The recent controversy with Obama's pastor's 'indelicate' remarks is, I think, indicative of a certain kind of racism. As Matthew Yglesias puts it:
After all, before Obama was a half-black guy running in a mostly white country he was a half-white guy running in a mostly black neighborhood. At that time, associating with a very large, influential, local church with black nationalist overtones was a clear political asset (it's also clear in his book that it made him, personally, feel "blacker" to belong to a slightly kitschy black church). Since emerging onto a larger stage, it's been the reverse and Obama's consistently sought to distance himself from Wright, disinviting him from his campaign's launch, analogizing him to a crazy uncle who you love but don't listen to, etc.
I don't believe that Obama harbors any of these beliefs himself, but being black and organizing in the African-American community in the South Side of Chicago, these kinds of associations are inevitable. That then has the potential to mark a black candidate whereas a white one would never have to had confronted such a dilemma (and people are not nearly as outraged by culturally/sexually defamatory remarks, which might make some sense considering the position in question is serving as the executive of the United States).

Coming from a frum world where rabbomin can be less than delicate (although not quite as indelicate as Pastor Wright) I am sympathetic to this problem; I am not certain most Americans feel the same

Stuff White People Like

I feel rather implicated by Stuff White People Like (12 million hits in three months!) though I think only about 20 of the posts actually apply to me (I would venture that among my friends I could find coverage for almost all). I don't think it is as simple a parody as it comes off; I don't know that I could come up with a similar list for orthodox Jews, for instance.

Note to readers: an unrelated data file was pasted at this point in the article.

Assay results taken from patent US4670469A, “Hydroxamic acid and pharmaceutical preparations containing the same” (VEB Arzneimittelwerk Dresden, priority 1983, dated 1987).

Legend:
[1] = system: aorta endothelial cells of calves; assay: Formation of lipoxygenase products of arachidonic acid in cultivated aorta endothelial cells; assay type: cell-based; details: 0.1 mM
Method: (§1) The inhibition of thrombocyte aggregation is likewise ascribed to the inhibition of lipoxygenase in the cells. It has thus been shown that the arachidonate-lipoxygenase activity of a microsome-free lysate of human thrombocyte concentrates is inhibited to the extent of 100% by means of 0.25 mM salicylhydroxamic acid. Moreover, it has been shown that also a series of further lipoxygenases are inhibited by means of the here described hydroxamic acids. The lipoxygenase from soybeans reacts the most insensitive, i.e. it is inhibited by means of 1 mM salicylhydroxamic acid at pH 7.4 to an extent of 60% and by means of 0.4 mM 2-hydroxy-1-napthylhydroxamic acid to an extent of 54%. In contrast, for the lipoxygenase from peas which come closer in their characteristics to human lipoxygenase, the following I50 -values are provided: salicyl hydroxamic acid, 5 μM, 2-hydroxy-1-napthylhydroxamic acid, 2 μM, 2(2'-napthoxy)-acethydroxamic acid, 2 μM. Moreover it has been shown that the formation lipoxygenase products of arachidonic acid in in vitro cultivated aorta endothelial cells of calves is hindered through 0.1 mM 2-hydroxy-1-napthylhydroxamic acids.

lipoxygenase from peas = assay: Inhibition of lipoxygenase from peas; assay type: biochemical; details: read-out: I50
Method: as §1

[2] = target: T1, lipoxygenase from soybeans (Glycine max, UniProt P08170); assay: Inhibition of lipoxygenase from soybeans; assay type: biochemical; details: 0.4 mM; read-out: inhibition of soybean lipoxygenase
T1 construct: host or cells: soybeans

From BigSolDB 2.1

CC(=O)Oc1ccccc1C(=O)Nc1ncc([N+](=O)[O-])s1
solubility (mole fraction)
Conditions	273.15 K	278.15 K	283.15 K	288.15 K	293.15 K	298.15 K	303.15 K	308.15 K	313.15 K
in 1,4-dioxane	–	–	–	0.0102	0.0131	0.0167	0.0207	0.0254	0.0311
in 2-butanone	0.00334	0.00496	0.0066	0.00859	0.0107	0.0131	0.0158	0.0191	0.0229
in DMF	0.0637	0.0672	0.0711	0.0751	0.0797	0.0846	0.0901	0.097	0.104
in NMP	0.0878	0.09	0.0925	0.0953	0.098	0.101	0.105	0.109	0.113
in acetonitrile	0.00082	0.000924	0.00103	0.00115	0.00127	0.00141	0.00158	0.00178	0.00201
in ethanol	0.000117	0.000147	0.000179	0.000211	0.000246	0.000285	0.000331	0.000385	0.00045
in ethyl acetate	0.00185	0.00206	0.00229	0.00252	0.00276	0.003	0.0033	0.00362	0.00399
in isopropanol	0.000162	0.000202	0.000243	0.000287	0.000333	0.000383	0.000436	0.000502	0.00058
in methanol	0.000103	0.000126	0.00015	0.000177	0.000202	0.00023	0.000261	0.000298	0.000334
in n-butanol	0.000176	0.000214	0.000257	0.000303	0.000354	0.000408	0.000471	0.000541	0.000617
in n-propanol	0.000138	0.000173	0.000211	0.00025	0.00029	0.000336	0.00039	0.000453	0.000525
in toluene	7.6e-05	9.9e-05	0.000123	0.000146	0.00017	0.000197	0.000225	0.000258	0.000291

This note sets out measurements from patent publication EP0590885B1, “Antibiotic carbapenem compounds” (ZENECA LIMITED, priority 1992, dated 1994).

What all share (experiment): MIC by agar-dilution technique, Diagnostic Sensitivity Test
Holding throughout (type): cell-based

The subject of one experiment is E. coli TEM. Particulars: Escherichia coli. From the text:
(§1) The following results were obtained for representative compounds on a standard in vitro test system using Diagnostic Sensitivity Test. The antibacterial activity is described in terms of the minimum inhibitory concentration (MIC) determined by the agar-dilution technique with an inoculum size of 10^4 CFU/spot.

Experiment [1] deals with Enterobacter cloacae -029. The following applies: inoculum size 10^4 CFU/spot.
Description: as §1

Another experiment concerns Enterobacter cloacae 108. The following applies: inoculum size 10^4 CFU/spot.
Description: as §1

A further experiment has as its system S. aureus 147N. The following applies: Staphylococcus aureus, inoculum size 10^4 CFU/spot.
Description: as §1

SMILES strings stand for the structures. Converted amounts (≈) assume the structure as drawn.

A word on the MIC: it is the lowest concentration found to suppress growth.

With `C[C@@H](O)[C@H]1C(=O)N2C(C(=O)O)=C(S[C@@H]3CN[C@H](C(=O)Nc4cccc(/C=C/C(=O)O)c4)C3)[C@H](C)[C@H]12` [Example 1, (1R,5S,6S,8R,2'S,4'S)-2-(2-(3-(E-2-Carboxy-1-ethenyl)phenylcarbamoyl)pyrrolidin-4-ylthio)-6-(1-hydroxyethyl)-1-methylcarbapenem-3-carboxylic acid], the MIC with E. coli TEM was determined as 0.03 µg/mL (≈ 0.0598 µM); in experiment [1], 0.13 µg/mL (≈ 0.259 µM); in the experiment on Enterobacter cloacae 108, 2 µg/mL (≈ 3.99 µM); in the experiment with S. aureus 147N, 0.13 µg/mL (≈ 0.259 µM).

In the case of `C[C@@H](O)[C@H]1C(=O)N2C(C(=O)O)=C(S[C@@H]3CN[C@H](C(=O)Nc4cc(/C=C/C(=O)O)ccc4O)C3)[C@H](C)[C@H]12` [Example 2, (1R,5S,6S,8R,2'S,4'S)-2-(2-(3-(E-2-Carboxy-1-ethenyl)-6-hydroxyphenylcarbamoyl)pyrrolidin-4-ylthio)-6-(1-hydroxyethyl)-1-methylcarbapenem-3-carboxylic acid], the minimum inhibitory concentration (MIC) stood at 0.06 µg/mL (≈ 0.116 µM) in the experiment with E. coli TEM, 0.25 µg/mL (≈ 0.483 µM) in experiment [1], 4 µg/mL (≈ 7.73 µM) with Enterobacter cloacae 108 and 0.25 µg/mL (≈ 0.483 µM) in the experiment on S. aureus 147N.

My confusion is that by "white" he means, "upper middle class Americans." My cohort in grad school, for instance, is made up of a Mexican-American, Romanian, three Koreans, a Palestinian, an Indian-American and then four whites (one of which is me, as Jew, thus also white). I could of course add to this list--art museum memberships, specialty stores, imports, anything featured on Sex and the City, etc.--but it is really just a list of what urban American consumers with disposable incomes do. White here does not mean rural Americans or Republicans (though them less so). Jews, Asians, Indians and Latinos with money (who were at one point not whites), they are white.

Obviously the fact that I was prompted to write this post at all means that I find the blog both funny and humiliating. Another thing whites like is writing about themselves.

Thursday, March 13, 2008

Just Another Airline Kvetch to Add to the Pile